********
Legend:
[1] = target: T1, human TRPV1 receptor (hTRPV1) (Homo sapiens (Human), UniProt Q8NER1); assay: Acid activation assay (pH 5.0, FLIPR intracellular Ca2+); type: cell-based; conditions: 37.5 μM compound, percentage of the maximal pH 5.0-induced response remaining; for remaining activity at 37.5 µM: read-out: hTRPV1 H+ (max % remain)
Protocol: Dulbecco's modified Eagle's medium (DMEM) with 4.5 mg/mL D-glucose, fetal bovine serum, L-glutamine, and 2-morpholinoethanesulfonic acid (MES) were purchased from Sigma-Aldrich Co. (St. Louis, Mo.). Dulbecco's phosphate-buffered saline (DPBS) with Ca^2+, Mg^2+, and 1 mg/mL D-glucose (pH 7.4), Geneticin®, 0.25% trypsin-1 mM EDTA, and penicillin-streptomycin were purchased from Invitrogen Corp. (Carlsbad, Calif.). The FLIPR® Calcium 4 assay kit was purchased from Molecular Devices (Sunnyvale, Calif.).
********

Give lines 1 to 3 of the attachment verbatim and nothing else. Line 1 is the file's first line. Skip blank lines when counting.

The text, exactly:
Legend:
[1] = target: T1, human TRPV1 receptor (hTRPV1) (Homo sapiens (Human), UniProt Q8NER1); assay: Acid activation assay (pH 5.0, FLIPR intracellular Ca2+); type: cell-based; conditions: 37.5 μM compound, percentage of the maximal pH 5.0-induced response remaining; for remaining activity at 37.5 µM: read-out: hTRPV1 H+ (max % remain)
Protocol: Dulbecco's modified Eagle's medium (DMEM) with 4.5 mg/mL D-glucose, fetal bovine serum, L-glutamine, and 2-morpholinoethanesulfonic acid (MES) were purchased from Sigma-Aldrich Co. (St. Louis, Mo.). Dulbecco's phosphate-buffered saline (DPBS) with Ca^2+, Mg^2+, and 1 mg/mL D-glucose (pH 7.4), Geneticin®, 0.25% trypsin-1 mM EDTA, and penicillin-streptomycin were purchased from Invitrogen Corp. (Carlsbad, Calif.). The FLIPR® Calcium 4 assay kit was purchased from Molecular Devices (Sunnyvale, Calif.).